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Banpenfugyō: Cultivating Adaptability and Cognitive Flexibility

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Banpenfugyō: Cultivating Adaptability and Cognitive Flexibility


The Japanese concept of 万変不驚  Banpenfugyō, often associated with martial arts, encapsulates the essence of adaptability and cognitive flexibility. In the heat of a physical confrontation, it beckons martial artists to relinquish preconceived techniques and allow an intuitive, divine power to guide their actions. This essay delves into the philosophy of Banpenfugyō within the context of Bujinkan Budō Taijutsu, exploring how it trains practitioners to seamlessly adapt and respond to ever-changing situations.

Banpenfugyō: Unpredictability in Action

In the world of Bujinkan Budō Taijutsu, Banpenfugyō stands as a guiding principle, urging martial artists to shed the constraints of predetermined techniques. Instead of meticulously planning one’s moves, practitioners are encouraged to embrace spontaneity and allow techniques to unfold naturally during combat.

The title of this essay, “Banpenfugyō,” perfectly encapsulates this concept, emphasizing the need to remain unfazed by the unpredictability of any situation.

“In the midst of battle, one must become one with the chaos, for only then can true mastery be achieved.”

– Miyamoto Musashi
Banpenfugyo Sannindori

Training in Henka: The Path to Adaptability

At the heart of Banpenfugyō lies the practice of Henka, where the martial artist evolves and adapts fundamental techniques, transforming them to suit the ever-changing demands of combat. 

This process not only hones physical skills but also sharpens cognitive flexibility. By constantly varying their responses to attacks, practitioners become more adaptable, capable of reacting effectively to unforeseen circumstances.

Cognitive Flexibility: The Mind’s Role

While physical prowess is crucial in martial arts, cognitive flexibility plays an equally vital role. Martial artists must cultivate the ability to think and adapt swiftly in high-pressure situations. 

The philosophy of Banpenfugyō, as practiced in Bujinkan Budō Taijutsu, instills this mental agility, enabling martial artists to respond intuitively and harmoniously with the flow of combat.

“Adaptability is the essence of victory. The rigid are easily broken.”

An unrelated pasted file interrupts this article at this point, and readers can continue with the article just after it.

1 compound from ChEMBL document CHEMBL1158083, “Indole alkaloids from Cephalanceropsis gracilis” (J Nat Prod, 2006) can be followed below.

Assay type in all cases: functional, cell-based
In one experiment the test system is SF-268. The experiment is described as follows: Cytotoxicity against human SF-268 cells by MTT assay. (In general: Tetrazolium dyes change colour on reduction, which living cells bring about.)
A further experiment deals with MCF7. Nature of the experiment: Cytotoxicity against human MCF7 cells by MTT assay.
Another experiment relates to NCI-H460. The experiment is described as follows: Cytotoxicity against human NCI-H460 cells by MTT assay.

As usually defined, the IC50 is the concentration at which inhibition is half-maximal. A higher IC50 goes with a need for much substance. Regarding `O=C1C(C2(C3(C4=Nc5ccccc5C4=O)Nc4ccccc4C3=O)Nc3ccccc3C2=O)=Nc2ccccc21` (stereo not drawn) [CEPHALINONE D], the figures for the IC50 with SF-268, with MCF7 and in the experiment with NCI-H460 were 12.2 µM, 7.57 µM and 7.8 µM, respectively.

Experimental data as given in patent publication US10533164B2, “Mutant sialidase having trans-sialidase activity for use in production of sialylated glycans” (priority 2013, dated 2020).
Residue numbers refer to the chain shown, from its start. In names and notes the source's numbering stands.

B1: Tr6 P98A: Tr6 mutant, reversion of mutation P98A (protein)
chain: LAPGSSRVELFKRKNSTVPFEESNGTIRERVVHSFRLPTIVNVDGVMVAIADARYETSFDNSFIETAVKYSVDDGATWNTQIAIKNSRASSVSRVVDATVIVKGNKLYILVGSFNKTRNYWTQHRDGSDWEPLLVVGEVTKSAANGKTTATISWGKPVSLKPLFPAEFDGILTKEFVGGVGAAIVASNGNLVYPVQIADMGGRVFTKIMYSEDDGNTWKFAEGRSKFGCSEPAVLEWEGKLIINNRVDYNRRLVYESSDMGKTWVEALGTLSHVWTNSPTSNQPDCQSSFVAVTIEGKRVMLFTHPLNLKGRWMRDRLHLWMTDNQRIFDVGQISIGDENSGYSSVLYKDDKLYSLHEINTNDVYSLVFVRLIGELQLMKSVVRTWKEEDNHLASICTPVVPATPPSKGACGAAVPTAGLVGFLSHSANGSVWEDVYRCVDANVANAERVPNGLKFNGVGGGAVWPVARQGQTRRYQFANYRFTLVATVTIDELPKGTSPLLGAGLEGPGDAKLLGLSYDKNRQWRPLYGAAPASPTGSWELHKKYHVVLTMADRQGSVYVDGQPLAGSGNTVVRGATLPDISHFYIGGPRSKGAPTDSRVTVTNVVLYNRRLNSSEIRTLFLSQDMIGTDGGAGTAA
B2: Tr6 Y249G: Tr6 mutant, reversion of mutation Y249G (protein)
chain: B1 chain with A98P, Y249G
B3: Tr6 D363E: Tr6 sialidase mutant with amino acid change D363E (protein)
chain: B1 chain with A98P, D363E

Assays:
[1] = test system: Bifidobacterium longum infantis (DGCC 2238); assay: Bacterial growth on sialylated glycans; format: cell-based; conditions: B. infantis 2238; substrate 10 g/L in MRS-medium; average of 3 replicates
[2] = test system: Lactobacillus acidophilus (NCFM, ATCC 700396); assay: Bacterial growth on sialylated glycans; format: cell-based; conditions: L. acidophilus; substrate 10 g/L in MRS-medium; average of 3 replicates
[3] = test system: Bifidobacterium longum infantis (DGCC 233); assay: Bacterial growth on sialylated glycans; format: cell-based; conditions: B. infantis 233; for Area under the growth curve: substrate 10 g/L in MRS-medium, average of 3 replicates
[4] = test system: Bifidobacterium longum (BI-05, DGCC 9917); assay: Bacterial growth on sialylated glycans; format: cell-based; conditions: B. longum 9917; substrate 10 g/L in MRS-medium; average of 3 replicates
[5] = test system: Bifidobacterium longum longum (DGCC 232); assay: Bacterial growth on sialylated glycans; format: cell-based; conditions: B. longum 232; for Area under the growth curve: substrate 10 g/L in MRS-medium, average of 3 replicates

– Takeda Shingen
The Divine Power within Banpenfugyō

The Divine Power within Banpenfugyō

Banpenfugyō also teaches martial artists to acknowledge a divine, intuitive force at play. When techniques seem to emerge effortlessly, it’s not just luck but an understanding that something greater guides their actions. 

Surrendering to this force and allowing it to guide one’s movements can lead to remarkable outcomes.

Application Beyond Combat: Life’s Lessons

The teachings of Banpenfugyō extend far beyond the dojo. Martial artists who embrace this philosophy find themselves better equipped to navigate the challenges of everyday life. 

Decision-making becomes more fluid, problem-solving more intuitive, and stress more manageable.

A warrior’s strength lies not only in technique but in the ability to harmonize with the unexpected.

– Hattori Hanzo

Banpenfugyō in the Honbu Dojo

During a conversation with Nagato Sōke, the concept of the Mandela Effect (false memory) was raised. In response, he displayed the essence of Banpenfugyō, the martial arts philosophy of adaptability and cognitive flexibility. With a direct and impactful statement, he asserted, “You must know, Banpenfugyō!” 

This brief yet profound message emphasized the importance of understanding and adapting to life’s ever-changing and unpredictable nature. The ensuing laughter didn’t diminish the gravity of his message but rather highlighted the deep wisdom within it. 

Nagato Sōke’s response encapsulated the core of Banpenfugyō, encouraging martial artists to embrace the unknown, adapt intuitively, and recognize that true mastery involves harmonizing with the unpredictable, both in martial arts and in life.

Banpenfugyō in the Honbu Dojo

Banpenfugyō, rooted in the physical realm of combat, transcends into a philosophy for living.


  • 万変不驚 BANPENFUGYŌ (10,000 changes – no surprise): This term embodies the concept of adaptability in the face of myriad changes. It encourages martial artists to remain unfazed and intuitive in combat, allowing techniques to flow naturally. The painting above the mirror in our Dojo was painted by Hatsumi Sōke.
  • 変化 HENKA (Change): Henka refers to the practice of adapting and evolving fundamental techniques to respond effectively to varying combat scenarios.
  • The Mandela Effect is an observed phenomenon in which a large segment of the population misremembers a significant event or shares a memory of an event that did not actually occur.  I’m sure you will find many things you remembered wrong, look it up!